Gentrification fueling eviction crisis in New York City
6 January 2018
The continued large number of eviction cases in New York City is an expression of the widening social inequality in the home of Wall Street. There is a strong correlation between the number of evictions and census tracts with high rates of deep poverty according to a report by Community Services Society of New York.
The inflation of rents that occurred first mainly in Manhattan has forced people into the outer boroughs of the city that are in turn facing rising rents due to gentrification. Almost half of the rental apartments in New York City are rent stabilized, which keeps rent increases lower than current market rates. There are about 990,000 stabilized units, with 2.6 million people living in them. However, since 2007, at least 172,000 apartments have been deregulated.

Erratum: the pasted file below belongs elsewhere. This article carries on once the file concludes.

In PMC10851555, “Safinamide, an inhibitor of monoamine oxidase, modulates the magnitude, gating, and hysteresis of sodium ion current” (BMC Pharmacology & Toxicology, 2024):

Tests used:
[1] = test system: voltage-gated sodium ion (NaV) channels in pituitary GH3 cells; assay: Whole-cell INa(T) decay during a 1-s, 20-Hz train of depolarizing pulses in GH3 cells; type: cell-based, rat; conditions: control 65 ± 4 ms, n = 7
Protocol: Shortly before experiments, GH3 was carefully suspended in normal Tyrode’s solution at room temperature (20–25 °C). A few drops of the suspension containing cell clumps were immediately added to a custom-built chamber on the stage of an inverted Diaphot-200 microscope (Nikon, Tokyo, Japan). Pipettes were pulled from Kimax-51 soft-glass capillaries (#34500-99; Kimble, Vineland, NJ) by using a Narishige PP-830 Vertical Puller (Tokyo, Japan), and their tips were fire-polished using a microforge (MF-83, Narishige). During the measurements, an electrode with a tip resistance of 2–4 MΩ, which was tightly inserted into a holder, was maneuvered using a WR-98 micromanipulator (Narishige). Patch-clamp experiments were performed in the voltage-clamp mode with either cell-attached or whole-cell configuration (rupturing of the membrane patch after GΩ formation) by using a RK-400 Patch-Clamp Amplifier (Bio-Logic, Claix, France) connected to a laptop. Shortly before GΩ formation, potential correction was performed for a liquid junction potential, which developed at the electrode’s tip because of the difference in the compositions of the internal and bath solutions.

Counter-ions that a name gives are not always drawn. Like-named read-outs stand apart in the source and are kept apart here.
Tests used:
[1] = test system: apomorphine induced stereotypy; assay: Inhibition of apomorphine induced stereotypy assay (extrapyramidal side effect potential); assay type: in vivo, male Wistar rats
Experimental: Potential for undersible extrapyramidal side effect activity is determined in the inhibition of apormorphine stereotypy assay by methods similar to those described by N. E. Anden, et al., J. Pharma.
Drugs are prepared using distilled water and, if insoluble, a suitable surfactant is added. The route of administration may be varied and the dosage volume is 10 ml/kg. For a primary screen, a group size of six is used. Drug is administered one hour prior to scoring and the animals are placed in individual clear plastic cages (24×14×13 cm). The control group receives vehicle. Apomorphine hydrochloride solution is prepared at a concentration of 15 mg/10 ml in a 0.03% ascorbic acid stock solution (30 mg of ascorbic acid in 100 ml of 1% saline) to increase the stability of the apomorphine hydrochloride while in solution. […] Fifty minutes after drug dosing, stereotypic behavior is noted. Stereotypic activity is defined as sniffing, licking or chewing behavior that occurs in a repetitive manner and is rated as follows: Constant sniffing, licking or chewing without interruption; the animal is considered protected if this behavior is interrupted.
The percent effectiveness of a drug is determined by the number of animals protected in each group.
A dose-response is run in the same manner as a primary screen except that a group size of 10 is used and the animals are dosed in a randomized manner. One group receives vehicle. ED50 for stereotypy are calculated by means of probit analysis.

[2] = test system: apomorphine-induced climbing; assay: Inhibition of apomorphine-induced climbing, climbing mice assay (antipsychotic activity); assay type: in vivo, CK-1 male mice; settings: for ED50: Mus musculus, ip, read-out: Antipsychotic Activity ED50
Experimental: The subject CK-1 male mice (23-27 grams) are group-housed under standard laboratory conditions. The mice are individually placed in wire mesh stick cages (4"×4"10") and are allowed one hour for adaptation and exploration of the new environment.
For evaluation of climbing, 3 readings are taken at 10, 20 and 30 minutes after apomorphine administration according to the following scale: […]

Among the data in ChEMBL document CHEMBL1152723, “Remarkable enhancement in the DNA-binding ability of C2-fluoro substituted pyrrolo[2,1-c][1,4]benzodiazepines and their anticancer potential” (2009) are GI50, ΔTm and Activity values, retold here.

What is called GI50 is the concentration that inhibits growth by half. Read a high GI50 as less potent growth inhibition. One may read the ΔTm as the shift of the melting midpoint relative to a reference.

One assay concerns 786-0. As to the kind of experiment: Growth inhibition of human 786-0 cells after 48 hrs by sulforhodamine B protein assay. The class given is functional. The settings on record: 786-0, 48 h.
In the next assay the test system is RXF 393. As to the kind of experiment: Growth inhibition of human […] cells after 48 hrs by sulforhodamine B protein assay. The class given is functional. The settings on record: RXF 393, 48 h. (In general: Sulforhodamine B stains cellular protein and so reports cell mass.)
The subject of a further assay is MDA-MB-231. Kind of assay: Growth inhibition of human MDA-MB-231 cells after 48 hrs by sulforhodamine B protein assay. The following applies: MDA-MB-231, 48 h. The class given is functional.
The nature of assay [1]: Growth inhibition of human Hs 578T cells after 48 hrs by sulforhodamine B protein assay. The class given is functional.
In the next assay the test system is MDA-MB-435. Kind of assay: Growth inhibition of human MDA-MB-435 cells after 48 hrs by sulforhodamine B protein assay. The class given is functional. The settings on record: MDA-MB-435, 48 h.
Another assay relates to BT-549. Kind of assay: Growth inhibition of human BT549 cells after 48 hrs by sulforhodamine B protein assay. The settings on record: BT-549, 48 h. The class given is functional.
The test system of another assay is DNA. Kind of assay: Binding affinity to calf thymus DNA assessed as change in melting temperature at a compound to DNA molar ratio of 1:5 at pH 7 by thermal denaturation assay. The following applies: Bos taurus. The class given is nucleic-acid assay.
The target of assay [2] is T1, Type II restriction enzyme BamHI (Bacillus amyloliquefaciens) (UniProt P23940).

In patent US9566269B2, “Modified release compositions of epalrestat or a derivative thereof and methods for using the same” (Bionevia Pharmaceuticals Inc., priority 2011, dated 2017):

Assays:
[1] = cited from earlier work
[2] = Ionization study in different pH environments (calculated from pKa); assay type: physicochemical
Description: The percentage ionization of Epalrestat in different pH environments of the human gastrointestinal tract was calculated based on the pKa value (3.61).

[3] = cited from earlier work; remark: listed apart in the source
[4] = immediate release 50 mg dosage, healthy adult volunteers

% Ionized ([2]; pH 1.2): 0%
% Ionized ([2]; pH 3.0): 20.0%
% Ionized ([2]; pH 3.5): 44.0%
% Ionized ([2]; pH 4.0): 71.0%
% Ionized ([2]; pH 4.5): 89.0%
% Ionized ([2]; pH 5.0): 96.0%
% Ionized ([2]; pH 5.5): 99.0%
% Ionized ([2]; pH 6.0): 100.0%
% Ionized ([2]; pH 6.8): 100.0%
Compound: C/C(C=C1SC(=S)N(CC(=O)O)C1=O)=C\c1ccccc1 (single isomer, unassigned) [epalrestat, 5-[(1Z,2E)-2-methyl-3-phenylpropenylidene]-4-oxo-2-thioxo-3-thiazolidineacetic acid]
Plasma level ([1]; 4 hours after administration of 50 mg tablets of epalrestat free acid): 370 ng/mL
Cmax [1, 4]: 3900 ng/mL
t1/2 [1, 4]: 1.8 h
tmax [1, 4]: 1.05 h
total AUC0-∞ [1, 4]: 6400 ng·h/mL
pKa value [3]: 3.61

Although the rate of evictions in New York City had gone up each year from 2005 to 2015, there was a decrease of 18 percent in the number of cases resulting in immediate eviction—from 26,857 in 2014 to 21,988 in 2016, according to Housing Court Answers, a non-profit organization providing aid to tenants in housing court. This dip resulted chiefly from a program fought for by advocates for years to provide lawyers for low-income tenants facing eviction cases. Where ninety percent of landlords had attorneys in housing court, only ten percent of tenants did.
However, despite the dip, there are a growing number of evictions in poor neighborhoods that have been undergoing gentrification. Pro-landlord provisions in the Rent Stabilization Law, like the twenty percent bonus that a landlord can add to the rent upon vacancy, contribute to tenant harassment in neighborhoods with rising rents. The City’s Independent Budget…